DATE: Wednesday, November 07, 2018
Abstract:Protein-induced fluorescence enhancement (PIFE) is a popular tool for characterizing protein-DNA interactions. PIFE has been explained by an analogy to an increase in the local viscosity due to the presence of the protein residues. This explanation denies the opposite effect of fluorescence quenching. Here, we present a modified perspective for understanding PIFE’s mechanism. We also describe a novel phenomenon that we name ‘protein-induced fluorescence quenching’ (PIFQ), which exhibits an opposite effect of PIFE. Our characterization of these two fluorescence modulations reveals that the initial fluorescence state of the mediator (DNA) determines whether this mediator-conjugated dye undergoes through PIFE or PIFQ, upon protein binding. This key role of the mediator DNA, which was never characterized to this day, enabled us to provide a protocol for the experimental design for obtaining, ‘on-demand’, either PIFQ or PIFE. This work will have a profound impact on the interpretation of PIFE results and will remove the arbitrary nature of its experimental design. It will also allow for proper integration of PIFE and PIFQ with existing bulk and single molecule fluorescence techniques in studying the mechanisms of nucleic acids binding proteins.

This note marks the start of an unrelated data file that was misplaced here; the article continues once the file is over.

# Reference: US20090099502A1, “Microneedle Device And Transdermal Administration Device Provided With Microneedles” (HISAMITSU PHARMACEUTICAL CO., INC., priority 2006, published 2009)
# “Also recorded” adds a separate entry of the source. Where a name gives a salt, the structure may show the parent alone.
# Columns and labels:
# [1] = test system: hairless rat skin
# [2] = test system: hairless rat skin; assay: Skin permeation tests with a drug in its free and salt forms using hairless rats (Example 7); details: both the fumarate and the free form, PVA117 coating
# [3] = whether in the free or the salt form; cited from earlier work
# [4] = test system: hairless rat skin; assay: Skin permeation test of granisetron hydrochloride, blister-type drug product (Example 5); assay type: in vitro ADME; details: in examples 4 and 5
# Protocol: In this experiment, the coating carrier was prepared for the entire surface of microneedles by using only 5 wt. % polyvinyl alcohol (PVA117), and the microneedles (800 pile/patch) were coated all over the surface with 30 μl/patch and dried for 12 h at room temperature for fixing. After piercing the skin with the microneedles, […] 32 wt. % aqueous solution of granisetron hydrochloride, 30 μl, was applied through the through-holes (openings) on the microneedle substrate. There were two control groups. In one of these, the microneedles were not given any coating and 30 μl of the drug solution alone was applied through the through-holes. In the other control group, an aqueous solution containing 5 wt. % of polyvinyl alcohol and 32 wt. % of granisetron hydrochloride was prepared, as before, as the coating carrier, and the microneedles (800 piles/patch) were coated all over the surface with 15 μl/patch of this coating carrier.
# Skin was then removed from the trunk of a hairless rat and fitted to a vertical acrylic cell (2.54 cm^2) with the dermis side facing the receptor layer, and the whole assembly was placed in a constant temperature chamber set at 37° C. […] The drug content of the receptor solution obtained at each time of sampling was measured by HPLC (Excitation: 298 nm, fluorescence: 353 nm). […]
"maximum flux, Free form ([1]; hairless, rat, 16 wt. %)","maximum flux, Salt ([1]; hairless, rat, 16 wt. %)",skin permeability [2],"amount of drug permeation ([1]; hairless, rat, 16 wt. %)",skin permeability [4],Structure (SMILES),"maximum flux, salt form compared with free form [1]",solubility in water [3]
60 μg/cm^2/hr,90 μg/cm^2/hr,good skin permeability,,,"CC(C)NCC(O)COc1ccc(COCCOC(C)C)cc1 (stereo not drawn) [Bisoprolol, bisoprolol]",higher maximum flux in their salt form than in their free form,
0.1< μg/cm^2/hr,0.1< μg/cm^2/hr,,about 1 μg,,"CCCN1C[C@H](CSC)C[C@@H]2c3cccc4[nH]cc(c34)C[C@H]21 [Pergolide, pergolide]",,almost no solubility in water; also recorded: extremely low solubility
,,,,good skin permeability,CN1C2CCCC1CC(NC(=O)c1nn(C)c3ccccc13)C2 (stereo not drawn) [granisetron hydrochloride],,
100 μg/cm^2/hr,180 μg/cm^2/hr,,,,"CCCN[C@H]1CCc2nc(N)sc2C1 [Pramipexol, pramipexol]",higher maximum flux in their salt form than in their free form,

Bio:Vlad-Stefan Raducanu graduated from the Faculty of Physics, University of Bucharest, Romania. His bachelor’s degree thesis was in Theoretical Physics on the subject of “Coherent quantum states of electrons in uniform static magnetic fields”. During his bachelor’s degree studies, he came in contact with Biophysics and Biochemistry, to which he was attracted immediately. With the desire to gain more knowledge of Biology he joined KAUST for a master’s degree in Bioscience. During his master’s he joined Professor’s Samir Hamdan laboratory, in which he later continued up to date as a Ph.D. student. His focus is in understanding different processes involved in DNA Repair and Replication, through a variety of Biophysical and Biochemical methods, with an emphasis on fluorescence tools.
DATE: Thursday, November 08, 2018
TIME: 10:00 AM - 11:00 AM
LOCATION:Building 2 - Level 5 - Room 5220